Less than 24 hours before the D.C. Council’s final vote on the fiscal 2013 budget, funding for part of the $3,000 per-student charter school facilities allowance is looking a little wobbly.

The District is negotiating with the U.S. Department of Education over the appropriate use of so-called “three-sector” money. This is the annual federal payment intended to support the D.C. voucher program, charters and DCPS. For the past few years, the District has used a chunk of it to underwrite $200 of the $3,000 per-student allowance. That comes to about $6.5 million a year.

But the Education Department recently informed OSSE that it wanted to restrict use of three-sector money to activities more directly related to raising student achievement. An Education Department official, who asked for anonymity because negotiations were ongoing, said Monday that the department had offered to allow D.C. to use half of the usual $6.5 million for FY 13, but none in subsequent years. The official said OSSE had yet to agree.

OSSE officials had not responded to a request for comment as of 6 p.m.

D.C Council Chairman Kwame R. Brown, who oversees education funding as head of the Committee of the Whole, announced late Monday that he had secured $2 million in non-departmental funds to bolster the allowance. That would still it short of $3,000 per student.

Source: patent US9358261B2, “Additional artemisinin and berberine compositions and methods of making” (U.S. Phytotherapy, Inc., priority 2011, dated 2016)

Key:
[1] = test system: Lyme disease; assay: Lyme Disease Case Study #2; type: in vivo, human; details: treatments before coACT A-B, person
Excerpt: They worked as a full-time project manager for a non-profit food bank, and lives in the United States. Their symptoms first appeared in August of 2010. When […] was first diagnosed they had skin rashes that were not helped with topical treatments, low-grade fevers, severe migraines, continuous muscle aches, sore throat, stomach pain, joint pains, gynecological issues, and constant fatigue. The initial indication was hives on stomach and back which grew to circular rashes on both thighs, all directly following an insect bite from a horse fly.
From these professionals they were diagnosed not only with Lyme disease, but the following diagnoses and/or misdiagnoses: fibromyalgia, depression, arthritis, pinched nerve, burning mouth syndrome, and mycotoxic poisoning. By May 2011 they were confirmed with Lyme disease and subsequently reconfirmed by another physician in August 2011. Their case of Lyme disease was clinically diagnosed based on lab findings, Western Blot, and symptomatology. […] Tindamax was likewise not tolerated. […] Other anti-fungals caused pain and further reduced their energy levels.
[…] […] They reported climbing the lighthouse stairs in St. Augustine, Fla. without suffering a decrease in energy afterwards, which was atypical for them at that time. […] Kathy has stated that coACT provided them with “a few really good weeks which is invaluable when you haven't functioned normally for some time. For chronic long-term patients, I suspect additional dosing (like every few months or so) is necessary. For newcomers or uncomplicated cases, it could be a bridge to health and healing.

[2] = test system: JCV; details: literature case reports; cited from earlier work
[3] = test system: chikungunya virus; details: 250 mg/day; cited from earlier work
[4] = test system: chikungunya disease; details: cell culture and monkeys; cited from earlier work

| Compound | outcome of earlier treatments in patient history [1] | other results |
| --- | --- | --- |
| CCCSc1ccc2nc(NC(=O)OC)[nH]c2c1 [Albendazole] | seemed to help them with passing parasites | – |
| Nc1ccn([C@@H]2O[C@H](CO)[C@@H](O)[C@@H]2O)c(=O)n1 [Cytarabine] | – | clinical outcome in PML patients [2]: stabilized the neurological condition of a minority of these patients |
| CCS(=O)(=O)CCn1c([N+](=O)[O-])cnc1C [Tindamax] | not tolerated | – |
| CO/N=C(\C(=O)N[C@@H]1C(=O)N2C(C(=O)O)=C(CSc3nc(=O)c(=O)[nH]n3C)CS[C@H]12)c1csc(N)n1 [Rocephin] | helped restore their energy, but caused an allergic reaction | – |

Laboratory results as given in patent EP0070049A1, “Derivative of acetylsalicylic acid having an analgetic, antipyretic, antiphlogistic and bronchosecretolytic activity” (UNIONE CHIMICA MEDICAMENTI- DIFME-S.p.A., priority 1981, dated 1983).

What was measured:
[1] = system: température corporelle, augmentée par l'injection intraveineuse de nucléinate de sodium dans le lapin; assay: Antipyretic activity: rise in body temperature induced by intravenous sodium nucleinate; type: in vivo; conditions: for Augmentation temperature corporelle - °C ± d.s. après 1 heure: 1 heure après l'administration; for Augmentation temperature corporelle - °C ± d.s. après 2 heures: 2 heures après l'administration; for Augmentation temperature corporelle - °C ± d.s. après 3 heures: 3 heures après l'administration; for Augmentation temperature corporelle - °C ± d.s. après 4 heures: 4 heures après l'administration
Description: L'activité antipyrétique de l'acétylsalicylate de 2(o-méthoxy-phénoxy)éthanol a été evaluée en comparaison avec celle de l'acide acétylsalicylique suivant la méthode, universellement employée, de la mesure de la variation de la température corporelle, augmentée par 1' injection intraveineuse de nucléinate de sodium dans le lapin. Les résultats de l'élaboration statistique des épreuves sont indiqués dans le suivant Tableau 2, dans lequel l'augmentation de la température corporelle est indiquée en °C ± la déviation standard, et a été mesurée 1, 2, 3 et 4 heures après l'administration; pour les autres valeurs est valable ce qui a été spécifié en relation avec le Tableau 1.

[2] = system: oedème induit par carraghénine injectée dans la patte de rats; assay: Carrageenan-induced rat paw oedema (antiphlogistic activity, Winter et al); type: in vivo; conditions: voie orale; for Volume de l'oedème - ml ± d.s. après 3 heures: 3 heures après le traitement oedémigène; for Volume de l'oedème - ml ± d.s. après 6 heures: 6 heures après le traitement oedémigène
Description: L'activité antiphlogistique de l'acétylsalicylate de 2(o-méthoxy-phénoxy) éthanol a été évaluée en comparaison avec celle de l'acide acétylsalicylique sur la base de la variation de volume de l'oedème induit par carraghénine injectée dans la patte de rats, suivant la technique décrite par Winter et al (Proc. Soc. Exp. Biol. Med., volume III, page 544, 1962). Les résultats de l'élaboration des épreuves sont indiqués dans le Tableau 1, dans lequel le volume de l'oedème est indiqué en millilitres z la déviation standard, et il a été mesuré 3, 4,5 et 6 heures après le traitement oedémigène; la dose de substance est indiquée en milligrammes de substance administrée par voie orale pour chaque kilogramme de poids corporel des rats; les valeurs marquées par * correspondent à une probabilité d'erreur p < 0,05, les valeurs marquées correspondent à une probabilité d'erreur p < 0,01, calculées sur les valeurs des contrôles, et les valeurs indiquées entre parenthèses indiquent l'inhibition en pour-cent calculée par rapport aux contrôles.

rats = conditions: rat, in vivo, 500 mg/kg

This matters because charter schools depend on steady cash flow from the allowance to pay rent, mortgage and construction loans. Charter educators say lenders get nervous when the allowance fluctuates, making it harder for schools to get financing.

“I am confident that the mayor and his team share my commitment to resolving these critical issues, and I look forward to working with them during the remainder of FY13 and in preparation for the FY14 budget cycle to address the full range of equity concerns for public charter schools, including facilities funding,” Brown said in a statement.

Robert Cane, executive director of the charter lobbying group FOCUS DC, said it was time for the city to find the facilities money on its own and to stop relying on the federal payments.

“I think that in [Education Department] they wonder why the District government can always find money for the school system and not the charter schools,” Cane said.